The Literature/Film Reader: Issues of Adaptation

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The Literature/Film Reader: Issues of Adaptation James M. Welsh and Peter Lev, Eds. Lanham, MD: Toronto and Plymouth, UK: The Scarecrow Press, 2007.

The Literature/Film Reader focuses on the current state of adaptation studies in the United States, Great Britain and elsewhere. Some of articles have already been published in Literature/ Film Quarterly or other scholarly journals; others were specially commissioned for this anthology.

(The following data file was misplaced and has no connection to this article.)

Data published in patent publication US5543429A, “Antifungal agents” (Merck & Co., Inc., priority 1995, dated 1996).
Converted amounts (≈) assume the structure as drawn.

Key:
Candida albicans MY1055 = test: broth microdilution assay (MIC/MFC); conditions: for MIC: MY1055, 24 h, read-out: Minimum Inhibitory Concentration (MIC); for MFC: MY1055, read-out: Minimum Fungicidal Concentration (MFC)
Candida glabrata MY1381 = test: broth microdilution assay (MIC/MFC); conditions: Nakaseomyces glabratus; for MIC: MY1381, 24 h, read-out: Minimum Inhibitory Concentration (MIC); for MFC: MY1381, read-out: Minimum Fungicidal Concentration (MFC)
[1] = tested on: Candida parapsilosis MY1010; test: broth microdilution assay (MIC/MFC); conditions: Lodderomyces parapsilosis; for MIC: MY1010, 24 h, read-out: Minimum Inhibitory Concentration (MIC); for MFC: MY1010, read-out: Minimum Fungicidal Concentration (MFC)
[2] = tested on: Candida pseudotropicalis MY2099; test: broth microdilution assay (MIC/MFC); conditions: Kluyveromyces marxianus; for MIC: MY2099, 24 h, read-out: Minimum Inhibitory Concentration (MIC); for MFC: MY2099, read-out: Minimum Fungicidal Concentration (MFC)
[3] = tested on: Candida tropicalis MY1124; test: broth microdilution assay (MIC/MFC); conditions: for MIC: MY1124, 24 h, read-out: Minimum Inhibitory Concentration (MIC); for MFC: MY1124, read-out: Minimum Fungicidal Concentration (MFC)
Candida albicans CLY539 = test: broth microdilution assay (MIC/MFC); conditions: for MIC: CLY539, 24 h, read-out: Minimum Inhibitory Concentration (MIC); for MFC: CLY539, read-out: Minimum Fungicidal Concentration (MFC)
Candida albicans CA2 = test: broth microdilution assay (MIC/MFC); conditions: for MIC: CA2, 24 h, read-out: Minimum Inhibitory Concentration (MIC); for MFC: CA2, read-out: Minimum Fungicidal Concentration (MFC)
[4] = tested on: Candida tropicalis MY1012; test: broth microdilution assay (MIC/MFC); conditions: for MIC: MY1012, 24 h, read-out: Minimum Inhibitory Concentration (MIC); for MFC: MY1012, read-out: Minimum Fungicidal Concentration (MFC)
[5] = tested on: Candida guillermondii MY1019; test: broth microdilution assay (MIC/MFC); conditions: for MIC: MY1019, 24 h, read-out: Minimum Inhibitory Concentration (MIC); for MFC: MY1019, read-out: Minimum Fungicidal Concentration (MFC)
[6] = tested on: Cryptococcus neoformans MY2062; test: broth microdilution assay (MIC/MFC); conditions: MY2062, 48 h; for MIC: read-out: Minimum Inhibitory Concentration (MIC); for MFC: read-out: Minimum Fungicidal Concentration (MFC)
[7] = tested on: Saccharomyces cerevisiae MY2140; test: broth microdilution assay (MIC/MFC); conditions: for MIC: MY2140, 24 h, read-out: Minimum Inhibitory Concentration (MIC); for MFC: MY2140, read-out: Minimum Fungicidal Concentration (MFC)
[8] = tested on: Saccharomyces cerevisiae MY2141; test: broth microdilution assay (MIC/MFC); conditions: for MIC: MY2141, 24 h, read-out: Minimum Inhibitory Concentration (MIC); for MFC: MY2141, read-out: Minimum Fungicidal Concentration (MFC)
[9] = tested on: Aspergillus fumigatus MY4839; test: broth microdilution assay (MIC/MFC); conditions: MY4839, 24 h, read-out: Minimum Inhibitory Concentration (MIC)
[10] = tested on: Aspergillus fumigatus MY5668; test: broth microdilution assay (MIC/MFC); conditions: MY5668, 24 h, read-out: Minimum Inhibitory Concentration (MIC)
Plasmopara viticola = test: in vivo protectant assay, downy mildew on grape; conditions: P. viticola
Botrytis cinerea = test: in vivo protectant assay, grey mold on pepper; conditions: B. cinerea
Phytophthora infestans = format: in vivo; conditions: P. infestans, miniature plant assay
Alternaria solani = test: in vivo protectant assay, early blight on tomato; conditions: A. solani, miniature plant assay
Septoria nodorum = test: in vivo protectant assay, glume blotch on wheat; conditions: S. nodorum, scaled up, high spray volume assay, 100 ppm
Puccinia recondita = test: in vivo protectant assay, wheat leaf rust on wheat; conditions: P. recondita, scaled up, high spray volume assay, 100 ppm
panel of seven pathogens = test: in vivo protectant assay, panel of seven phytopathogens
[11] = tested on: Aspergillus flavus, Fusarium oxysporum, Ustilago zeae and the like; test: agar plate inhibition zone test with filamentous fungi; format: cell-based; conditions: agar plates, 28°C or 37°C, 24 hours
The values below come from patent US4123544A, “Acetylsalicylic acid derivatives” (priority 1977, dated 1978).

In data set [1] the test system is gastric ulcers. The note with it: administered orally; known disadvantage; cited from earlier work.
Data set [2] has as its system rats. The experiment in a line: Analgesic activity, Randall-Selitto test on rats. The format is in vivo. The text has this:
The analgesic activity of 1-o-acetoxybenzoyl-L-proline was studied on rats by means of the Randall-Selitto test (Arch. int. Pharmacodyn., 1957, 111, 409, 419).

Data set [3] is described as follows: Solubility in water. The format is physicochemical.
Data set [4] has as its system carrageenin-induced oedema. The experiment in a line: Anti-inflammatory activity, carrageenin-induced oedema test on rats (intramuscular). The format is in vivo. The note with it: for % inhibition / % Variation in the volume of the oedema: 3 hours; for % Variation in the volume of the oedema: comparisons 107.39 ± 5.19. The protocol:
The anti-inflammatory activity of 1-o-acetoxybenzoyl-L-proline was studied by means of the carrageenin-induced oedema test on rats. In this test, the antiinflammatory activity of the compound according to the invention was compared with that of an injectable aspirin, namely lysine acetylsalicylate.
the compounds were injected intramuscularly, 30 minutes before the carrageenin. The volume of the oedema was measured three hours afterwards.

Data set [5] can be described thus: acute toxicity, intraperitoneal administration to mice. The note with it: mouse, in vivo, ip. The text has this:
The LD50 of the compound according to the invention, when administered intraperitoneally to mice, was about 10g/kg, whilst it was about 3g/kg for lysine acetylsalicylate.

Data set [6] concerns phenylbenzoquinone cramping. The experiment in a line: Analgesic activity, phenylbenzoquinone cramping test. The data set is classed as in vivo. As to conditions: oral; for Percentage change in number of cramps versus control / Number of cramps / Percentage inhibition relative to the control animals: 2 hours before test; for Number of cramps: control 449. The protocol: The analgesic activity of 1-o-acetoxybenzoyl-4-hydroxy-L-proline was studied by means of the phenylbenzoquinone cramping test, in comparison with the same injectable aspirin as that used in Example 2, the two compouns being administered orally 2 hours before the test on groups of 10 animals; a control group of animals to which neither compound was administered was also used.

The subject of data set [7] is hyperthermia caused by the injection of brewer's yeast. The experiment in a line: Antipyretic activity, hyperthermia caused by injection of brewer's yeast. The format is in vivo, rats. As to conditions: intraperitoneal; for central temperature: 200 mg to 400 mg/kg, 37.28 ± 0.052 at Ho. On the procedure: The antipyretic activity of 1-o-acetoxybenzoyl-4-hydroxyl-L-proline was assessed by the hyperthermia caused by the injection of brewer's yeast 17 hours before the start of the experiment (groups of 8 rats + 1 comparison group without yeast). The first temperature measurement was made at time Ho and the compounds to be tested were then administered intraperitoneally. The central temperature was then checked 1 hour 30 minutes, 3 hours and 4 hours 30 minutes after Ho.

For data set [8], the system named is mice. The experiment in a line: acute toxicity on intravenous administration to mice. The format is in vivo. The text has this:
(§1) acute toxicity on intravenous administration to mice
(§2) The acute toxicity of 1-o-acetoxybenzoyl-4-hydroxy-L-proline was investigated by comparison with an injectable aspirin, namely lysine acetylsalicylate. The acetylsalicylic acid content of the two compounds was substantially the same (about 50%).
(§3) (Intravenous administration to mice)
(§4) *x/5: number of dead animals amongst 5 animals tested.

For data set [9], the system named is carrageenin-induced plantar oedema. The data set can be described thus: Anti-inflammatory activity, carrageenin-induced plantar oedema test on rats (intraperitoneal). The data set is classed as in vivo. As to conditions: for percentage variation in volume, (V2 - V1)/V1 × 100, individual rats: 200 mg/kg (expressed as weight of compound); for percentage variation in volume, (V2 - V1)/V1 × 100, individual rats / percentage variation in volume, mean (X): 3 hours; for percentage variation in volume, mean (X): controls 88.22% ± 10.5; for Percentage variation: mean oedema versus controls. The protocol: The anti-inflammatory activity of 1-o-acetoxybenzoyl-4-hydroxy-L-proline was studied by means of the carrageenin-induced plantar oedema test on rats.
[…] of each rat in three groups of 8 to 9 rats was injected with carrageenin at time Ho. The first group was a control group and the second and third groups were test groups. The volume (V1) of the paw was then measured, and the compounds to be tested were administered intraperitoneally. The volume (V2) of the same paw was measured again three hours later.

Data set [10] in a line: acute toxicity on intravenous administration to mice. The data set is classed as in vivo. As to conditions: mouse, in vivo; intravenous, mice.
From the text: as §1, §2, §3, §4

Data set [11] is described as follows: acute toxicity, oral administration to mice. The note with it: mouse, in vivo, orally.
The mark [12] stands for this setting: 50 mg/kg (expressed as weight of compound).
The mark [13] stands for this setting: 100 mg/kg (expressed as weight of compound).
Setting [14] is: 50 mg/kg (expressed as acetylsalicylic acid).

The book offers a comprehensive guide to the range of opinions currently dominating the discipline. There are those-such as Welsh himself-who believe (with some justification) that fidelity issues still have an important part to play. He is particularly critical of films like Tim Burton's Sleepy Hollow (1999) which he believes takes "outrageous and absurd liberties" with Washington Irving's text (172). David Kranz takes a stand against poststructuralism and postmodernism, calling instead for a return to the standards of objective enquiry that will guarantee adaptation studies' survival "as a subset of both literature and film studies" (99). Thomas Leitch and Peter Lev advocate a more creative approach to the discipline by placing emphasis on the process of adaptation as an imaginative response to the source text. Leitch argues that this will help to promote "creative literacy" in academia (31) and thereby permit "greater hybridity" (to use Lev's phrase) in terms of the materials studied. Sarah Cardwell's "Adaptation Studies Revisited" proposes other fruitful areas of investigation - for example film aesthetics or comparing the temporal constructions of novel, play and film. …


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